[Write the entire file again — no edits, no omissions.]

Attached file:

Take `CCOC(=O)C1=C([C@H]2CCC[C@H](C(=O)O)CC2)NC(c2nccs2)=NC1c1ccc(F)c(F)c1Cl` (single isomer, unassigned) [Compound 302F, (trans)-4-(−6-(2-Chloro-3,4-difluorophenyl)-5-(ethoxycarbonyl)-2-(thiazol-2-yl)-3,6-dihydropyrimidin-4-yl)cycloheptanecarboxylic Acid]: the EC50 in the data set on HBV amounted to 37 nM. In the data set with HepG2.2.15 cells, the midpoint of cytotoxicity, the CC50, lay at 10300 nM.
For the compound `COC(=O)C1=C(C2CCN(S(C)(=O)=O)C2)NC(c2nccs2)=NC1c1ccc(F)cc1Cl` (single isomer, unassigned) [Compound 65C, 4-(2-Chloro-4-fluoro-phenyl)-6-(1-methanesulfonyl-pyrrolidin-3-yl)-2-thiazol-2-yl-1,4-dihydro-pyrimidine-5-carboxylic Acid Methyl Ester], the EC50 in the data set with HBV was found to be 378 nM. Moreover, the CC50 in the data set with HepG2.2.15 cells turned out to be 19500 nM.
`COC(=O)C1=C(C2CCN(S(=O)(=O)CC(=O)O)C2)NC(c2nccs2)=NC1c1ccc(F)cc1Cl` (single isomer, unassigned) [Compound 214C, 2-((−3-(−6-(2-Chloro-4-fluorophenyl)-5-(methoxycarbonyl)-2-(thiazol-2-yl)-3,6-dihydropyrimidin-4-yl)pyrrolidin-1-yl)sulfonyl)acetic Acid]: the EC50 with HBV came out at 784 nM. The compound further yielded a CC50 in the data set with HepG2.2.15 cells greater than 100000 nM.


Take `CCOC(=O)C1=C([C@H]2CCC[C@H](C(=O)O)CC2)NC(c2nccs2)=NC1c1ccc(F)c(F)c1Cl` (single isomer, unassigned) [Compound 302F, (trans)-4-(−6-(2-Chloro-3,4-difluorophenyl)-5-(ethoxycarbonyl)-2-(thiazol-2-yl)-3,6-dihydropyrimidin-4-yl)cycloheptanecarboxylic Acid]: the EC50 in the data set on HBV amounted to 37 nM. In the data set with HepG2.2.15 cells, the midpoint of cytotoxicity, the CC50, lay at 10300 nM.
For the compound `COC(=O)C1=C(C2CCN(S(C)(=O)=O)C2)NC(c2nccs2)=NC1c1ccc(F)cc1Cl` (single isomer, unassigned) [Compound 65C, 4-(2-Chloro-4-fluoro-phenyl)-6-(1-methanesulfonyl-pyrrolidin-3-yl)-2-thiazol-2-yl-1,4-dihydro-pyrimidine-5-carboxylic Acid Methyl Ester], the EC50 in the data set with HBV was found to be 378 nM. Moreover, the CC50 in the data set with HepG2.2.15 cells turned out to be 19500 nM.
`COC(=O)C1=C(C2CCN(S(=O)(=O)CC(=O)O)C2)NC(c2nccs2)=NC1c1ccc(F)cc1Cl` (single isomer, unassigned) [Compound 214C, 2-((−3-(−6-(2-Chloro-4-fluorophenyl)-5-(methoxycarbonyl)-2-(thiazol-2-yl)-3,6-dihydropyrimidin-4-yl)pyrrolidin-1-yl)sulfonyl)acetic Acid]: the EC50 with HBV came out at 784 nM. The compound further yielded a CC50 in the data set with HepG2.2.15 cells greater than 100000 nM.